For him, the diasporic migrant inhabited a psychic space reminiscent of the ‘double consciousness’ identified by the African American author, WEB Du Bois – a state of being ‘in’, but not ‘of’; ‘belonging to more than one world … but never wholly in both places’.
Reading the reviews of Stuart Hall’s book and the appreciations of Darcus Howe’s eventful life this past week, I have wondered whether the sense that we once had of Britain as a nation beginning to change as it responded to the challenge of activists like them, and seeming, even slowly, to accept the idea of multiculturalism, might in fact be a chimera. After the lies and hatreds of last year’s referendum campaign and what feels like a rolling coup d’etat in which the Brexiteers become ever more shrill and aggressive, it feels that way.
It’s worth reading Ishaan Tharoor’s angry piece, ‘Brexit and Britain’s delusions of empire‘, in last week’s Washington Post to get a sense of who this nation is increasingly viewed by others as a laughing-stock. He writes:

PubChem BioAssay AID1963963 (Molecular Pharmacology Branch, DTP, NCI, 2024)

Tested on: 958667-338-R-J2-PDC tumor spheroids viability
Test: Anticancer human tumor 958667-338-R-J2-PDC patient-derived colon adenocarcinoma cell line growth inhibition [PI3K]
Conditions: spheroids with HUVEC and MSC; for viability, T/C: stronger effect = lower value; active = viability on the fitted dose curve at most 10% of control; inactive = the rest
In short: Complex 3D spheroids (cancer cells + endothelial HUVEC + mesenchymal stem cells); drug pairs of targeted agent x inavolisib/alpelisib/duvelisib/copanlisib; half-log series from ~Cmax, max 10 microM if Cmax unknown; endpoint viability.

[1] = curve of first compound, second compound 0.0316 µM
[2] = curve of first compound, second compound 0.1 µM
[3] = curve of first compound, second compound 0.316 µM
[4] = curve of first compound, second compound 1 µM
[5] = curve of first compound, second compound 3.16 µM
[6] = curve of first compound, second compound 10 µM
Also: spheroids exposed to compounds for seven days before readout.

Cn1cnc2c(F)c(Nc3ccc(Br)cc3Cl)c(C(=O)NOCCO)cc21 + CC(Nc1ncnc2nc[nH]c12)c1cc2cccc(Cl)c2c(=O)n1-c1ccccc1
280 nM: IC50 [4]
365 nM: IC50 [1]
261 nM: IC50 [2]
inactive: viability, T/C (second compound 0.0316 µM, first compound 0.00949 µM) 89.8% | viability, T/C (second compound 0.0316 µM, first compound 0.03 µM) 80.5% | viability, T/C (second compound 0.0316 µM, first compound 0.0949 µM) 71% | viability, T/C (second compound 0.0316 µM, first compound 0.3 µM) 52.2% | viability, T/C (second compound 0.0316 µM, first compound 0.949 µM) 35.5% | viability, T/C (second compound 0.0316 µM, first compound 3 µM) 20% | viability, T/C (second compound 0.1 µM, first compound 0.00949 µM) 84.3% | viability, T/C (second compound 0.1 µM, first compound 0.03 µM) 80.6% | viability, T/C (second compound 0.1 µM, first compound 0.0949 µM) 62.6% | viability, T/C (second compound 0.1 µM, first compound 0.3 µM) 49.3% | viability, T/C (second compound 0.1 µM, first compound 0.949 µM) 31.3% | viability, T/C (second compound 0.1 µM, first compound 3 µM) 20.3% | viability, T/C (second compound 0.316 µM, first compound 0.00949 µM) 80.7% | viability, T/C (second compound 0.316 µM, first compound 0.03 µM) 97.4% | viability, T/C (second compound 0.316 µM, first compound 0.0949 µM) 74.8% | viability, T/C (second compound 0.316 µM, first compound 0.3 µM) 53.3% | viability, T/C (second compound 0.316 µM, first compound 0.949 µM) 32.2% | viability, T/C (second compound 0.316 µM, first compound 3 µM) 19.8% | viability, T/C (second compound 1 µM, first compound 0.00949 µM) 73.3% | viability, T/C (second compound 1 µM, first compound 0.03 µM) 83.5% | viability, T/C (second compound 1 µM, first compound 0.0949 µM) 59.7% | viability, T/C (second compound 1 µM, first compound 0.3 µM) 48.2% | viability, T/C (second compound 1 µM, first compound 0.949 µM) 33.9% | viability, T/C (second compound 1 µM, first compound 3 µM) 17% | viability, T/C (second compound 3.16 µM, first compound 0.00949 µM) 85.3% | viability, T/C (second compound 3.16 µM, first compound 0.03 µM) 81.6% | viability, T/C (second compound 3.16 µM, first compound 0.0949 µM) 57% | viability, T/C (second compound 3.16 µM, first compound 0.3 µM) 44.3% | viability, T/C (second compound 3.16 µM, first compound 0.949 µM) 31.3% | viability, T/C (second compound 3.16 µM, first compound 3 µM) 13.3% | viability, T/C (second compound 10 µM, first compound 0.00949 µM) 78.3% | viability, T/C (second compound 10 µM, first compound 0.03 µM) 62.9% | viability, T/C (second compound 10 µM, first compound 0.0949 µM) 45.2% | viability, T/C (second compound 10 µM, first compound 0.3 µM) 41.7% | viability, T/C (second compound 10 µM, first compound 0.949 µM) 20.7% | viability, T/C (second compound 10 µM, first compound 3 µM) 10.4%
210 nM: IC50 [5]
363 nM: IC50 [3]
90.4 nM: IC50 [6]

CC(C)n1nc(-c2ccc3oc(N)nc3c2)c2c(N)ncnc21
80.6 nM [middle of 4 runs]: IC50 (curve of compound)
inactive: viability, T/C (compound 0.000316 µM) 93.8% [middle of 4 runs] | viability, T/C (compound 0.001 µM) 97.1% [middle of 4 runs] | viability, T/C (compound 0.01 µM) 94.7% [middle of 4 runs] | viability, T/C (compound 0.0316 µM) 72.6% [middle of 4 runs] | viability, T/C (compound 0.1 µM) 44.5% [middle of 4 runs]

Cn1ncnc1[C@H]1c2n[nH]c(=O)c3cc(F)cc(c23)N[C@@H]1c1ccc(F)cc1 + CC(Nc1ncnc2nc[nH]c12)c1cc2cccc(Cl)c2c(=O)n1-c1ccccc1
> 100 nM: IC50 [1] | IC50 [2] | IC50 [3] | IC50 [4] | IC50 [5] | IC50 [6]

Much of the rhetoric of the pro-Brexit crowd centers around the reclamation of British “sovereignty” from technocrats in Brussels. But Brexit proponents have also projected a nostalgic vision of Britain once more asserting itself as a dominant player on the world stage.
In the Economist, Gideon Rachman wrote:
For a Martian historian, the most interesting thing about modern British history would surely be that the country built a massive global empire. But for the Brits themselves, shaping a national story that centres around the war against the Nazis – rather than the empire – has allowed Britain to nurture a national self-image as champions of freedom and plucky underdogs . . . rather than imperialist oppressors.